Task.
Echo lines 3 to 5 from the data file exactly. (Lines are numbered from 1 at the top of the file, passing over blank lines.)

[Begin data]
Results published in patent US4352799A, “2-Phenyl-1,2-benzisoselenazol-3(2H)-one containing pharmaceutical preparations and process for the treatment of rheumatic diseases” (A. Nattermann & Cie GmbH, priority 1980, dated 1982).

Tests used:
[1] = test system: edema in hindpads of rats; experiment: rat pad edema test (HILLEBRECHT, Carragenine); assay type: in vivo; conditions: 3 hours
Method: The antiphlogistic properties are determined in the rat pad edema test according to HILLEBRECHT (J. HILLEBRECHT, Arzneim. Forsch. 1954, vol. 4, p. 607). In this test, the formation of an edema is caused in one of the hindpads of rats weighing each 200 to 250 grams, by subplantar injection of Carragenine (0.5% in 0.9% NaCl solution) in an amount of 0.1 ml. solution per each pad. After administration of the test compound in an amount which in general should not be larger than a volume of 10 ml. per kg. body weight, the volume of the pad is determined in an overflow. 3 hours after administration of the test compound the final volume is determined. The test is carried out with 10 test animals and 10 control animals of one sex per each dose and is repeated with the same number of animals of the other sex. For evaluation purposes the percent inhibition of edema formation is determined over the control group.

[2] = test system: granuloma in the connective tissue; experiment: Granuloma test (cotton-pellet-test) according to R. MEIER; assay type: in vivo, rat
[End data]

[1] = test system: edema in hindpads of rats; experiment: rat pad edema test (HILLEBRECHT, Carragenine); assay type: in vivo; conditions: 3 hours
Method: The antiphlogistic properties are determined in the rat pad edema test according to HILLEBRECHT (J. HILLEBRECHT, Arzneim. Forsch. 1954, vol. 4, p. 607). In this test, the formation of an edema is caused in one of the hindpads of rats weighing each 200 to 250 grams, by subplantar injection of Carragenine (0.5% in 0.9% NaCl solution) in an amount of 0.1 ml. solution per each pad. After administration of the test compound in an amount which in general should not be larger than a volume of 10 ml. per kg. body weight, the volume of the pad is determined in an overflow. 3 hours after administration of the test compound the final volume is determined. The test is carried out with 10 test animals and 10 control animals of one sex per each dose and is repeated with the same number of animals of the other sex. For evaluation purposes the percent inhibition of edema formation is determined over the control group.

[2] = test system: granuloma in the connective tissue; experiment: Granuloma test (cotton-pellet-test) according to R. MEIER; assay type: in vivo, rat